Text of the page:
On the major cruise lines you will have at least four dining location options, the main dining room, an alternate upscale restaurant, a cafeteria and room service. There is usually an extra charge for the alternate restaurant. Traditionally, there are two sittings for dinner in the main dining room. You will be assigned one of the two sittings. The early sitting is about six PM and the late sitting, about eight PM. On days you are in port and you are going to be ashore it might be wise to request the late sitting to give yourself time to dress and prepare for dinner. Many cruise lines now have open sitting dining where you just show up or call ahead for reservations.  If you have special diet requirement, check to see if the cruise line can accommodate you. Most of them can, but they must know ahead of time.

Looking for a Cruise Bargain
You are more likely to find cruise bargains for off-season sailings. That is, between September and mid-December, the two or three weeks right after New Years and after spring break until mid June. If you sign up, several of the cruise lines will e-mail you their "last minute" promotions for cruises that are not fully booked.   These are usually cruises that are scheduled within three or four weeks. If you are free to travel on short notice, these can be great bargains.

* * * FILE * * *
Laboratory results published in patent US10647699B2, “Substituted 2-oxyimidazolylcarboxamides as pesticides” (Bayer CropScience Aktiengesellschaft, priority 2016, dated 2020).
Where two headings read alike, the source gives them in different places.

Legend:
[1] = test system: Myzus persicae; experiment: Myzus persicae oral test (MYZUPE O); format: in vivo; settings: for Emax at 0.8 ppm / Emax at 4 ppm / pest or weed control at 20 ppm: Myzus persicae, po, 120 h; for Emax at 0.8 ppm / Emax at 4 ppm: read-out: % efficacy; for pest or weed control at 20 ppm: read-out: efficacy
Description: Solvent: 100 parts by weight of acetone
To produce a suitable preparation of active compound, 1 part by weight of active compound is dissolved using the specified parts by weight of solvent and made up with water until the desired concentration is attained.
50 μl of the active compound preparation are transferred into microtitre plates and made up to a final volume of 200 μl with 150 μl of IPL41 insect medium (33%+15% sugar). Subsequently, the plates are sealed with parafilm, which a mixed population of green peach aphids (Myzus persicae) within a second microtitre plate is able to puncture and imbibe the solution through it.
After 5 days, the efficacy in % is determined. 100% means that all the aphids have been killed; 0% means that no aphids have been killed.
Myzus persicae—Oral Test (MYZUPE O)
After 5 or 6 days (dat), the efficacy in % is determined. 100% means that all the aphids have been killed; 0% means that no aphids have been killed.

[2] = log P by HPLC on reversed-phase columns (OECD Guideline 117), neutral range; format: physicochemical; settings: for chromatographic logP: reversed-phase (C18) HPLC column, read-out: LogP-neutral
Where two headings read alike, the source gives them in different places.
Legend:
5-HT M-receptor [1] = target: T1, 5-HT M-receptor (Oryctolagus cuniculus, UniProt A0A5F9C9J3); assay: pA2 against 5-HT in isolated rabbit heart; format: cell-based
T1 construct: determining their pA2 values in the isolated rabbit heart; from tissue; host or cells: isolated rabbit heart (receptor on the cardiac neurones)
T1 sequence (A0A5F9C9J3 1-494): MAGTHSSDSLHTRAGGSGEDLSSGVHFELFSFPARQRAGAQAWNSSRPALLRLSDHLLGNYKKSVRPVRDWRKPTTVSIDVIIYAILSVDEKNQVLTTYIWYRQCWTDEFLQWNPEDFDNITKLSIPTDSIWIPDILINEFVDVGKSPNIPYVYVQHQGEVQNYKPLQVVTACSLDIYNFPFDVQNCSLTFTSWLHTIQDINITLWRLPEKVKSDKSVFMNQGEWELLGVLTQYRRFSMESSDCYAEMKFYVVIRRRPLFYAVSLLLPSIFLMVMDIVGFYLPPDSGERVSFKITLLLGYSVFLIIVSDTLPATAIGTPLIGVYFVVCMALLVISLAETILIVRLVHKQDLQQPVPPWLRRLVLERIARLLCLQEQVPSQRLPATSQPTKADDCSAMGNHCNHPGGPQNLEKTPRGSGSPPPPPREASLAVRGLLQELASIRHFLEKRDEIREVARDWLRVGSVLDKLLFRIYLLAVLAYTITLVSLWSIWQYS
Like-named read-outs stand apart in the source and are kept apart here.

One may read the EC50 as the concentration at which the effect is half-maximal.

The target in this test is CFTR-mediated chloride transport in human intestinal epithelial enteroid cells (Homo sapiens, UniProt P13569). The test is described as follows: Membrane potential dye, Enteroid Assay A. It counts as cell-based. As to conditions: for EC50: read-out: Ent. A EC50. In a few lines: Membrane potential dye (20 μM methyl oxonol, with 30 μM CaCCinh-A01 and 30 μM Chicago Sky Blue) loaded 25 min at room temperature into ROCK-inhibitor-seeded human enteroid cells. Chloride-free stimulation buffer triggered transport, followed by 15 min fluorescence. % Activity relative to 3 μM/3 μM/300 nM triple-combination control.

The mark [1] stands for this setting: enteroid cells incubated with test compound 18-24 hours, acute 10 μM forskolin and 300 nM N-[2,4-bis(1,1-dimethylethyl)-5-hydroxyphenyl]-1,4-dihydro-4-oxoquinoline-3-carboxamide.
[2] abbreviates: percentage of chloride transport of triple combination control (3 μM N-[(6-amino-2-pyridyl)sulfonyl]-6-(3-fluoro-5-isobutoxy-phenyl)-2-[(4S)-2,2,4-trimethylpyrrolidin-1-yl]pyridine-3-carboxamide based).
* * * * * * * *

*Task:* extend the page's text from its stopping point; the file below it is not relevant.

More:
What to Pack
Take clothing that's appropriate for your ports of call and for shipboard wear. If your cruise is to the North Atlantic or Alaska you will need a sweater and a windbreaker. For the Caribbean or Mexico it's shorts and light weight shirts. Check out your cruise destinations and ports of call for their average temps and the probability of rain for the season of your cruise.  There are usually two formal nights aboard on seven day cruises. For these occasions formal gowns and tuxedos are appropriate, but cocktail dresses and dark suits are equally acceptable.